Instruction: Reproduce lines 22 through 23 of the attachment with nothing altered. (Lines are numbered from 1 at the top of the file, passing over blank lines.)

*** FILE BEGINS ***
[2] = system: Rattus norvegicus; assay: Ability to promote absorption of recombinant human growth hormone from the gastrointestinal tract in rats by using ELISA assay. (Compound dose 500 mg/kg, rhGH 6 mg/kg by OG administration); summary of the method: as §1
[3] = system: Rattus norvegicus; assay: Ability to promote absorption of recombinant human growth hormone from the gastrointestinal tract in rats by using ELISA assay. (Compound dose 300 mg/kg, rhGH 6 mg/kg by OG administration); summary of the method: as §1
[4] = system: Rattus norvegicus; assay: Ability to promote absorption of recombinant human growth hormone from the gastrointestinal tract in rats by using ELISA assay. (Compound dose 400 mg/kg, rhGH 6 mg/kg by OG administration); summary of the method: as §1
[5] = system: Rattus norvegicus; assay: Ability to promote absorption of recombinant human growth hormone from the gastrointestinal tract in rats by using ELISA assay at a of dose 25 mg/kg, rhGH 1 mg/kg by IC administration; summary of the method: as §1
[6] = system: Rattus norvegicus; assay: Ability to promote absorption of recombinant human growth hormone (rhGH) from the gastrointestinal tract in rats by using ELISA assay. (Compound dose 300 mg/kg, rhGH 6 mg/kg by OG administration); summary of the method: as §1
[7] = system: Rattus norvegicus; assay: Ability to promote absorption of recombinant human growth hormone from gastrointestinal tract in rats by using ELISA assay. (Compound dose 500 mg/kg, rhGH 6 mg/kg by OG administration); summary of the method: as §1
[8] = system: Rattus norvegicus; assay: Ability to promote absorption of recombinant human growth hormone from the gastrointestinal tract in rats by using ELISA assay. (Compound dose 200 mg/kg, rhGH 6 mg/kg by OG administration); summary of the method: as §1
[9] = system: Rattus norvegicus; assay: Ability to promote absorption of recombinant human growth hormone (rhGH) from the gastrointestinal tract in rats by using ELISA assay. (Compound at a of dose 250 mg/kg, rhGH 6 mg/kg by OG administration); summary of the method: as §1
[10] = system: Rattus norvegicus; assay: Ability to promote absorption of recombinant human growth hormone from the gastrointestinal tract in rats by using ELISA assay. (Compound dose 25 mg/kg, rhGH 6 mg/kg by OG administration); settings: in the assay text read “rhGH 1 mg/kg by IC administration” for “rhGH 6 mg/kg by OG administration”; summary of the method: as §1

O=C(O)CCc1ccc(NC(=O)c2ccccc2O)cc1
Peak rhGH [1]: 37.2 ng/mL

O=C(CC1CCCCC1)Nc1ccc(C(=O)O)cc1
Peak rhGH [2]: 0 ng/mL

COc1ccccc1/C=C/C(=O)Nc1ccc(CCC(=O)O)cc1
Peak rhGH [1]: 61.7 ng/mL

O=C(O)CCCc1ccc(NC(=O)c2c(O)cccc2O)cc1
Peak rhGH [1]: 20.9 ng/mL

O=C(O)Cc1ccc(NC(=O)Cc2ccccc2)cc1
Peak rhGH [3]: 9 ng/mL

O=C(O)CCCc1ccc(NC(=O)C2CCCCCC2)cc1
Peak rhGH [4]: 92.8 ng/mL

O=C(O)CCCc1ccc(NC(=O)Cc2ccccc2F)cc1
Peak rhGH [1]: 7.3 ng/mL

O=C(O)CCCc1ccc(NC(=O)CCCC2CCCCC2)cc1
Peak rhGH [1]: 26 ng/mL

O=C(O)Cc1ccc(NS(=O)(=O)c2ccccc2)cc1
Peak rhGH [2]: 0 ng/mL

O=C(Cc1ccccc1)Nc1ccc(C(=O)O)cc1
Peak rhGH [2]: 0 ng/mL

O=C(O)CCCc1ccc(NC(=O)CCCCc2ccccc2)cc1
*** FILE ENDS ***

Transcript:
O=C(O)CCCc1ccc(NC(=O)Cc2ccccc2F)cc1
Peak rhGH [1]: 7.3 ng/mL